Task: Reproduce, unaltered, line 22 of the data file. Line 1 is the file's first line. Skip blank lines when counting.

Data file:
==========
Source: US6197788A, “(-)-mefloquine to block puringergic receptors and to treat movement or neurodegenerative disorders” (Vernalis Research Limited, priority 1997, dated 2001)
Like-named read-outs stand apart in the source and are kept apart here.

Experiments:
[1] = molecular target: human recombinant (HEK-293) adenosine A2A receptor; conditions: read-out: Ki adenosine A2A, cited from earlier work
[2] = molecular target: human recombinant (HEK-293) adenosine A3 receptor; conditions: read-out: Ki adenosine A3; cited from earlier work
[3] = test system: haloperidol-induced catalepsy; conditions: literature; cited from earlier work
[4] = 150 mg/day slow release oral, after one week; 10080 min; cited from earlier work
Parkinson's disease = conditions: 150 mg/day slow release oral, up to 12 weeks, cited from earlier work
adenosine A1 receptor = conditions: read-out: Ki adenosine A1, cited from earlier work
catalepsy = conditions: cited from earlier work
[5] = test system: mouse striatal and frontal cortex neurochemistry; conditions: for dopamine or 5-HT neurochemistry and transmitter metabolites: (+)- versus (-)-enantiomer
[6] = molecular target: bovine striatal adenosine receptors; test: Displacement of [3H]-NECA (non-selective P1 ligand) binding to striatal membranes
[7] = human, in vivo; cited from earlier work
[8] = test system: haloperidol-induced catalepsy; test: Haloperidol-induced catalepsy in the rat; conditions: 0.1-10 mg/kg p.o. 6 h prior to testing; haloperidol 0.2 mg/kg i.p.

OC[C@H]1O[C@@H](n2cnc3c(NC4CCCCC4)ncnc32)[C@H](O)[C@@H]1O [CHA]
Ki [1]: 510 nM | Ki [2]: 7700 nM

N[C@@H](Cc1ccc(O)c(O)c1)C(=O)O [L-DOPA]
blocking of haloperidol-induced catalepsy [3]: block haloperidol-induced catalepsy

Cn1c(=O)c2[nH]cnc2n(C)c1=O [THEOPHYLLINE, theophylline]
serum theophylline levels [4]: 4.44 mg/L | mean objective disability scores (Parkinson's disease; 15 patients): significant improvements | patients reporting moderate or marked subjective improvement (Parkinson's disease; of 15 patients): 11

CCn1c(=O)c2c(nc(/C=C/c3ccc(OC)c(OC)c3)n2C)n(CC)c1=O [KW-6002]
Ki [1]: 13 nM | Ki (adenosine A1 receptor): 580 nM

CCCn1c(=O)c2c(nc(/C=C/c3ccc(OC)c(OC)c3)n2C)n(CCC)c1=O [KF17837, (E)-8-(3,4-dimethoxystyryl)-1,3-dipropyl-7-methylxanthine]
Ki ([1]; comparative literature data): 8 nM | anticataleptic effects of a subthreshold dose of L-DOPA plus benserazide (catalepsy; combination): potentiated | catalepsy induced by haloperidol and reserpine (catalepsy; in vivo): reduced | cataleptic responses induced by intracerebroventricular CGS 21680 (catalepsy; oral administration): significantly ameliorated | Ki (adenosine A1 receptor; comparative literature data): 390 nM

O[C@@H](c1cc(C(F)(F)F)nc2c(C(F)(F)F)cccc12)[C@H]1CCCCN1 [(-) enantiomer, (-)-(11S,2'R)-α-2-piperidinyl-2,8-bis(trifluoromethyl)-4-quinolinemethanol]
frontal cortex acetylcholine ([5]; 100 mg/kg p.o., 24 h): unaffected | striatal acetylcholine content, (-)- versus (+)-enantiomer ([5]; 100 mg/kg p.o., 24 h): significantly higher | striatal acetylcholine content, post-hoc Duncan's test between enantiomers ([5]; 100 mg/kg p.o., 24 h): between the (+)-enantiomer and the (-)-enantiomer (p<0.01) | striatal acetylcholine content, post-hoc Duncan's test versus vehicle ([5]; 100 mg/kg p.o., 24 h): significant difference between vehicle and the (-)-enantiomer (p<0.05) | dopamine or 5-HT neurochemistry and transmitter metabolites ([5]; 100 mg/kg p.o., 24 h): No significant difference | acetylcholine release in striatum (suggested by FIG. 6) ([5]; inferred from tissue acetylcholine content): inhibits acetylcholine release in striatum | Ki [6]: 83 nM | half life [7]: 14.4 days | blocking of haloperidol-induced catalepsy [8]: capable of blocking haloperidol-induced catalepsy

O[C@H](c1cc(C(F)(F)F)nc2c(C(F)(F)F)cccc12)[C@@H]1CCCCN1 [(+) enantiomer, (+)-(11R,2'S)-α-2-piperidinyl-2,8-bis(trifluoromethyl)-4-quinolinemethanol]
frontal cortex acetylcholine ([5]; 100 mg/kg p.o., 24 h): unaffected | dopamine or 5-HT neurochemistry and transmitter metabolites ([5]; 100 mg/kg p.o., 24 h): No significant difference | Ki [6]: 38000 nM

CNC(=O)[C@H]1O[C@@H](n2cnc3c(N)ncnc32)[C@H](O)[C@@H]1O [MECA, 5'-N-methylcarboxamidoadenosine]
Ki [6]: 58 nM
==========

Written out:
Ki [1]: 13 nM | Ki (adenosine A1 receptor): 580 nM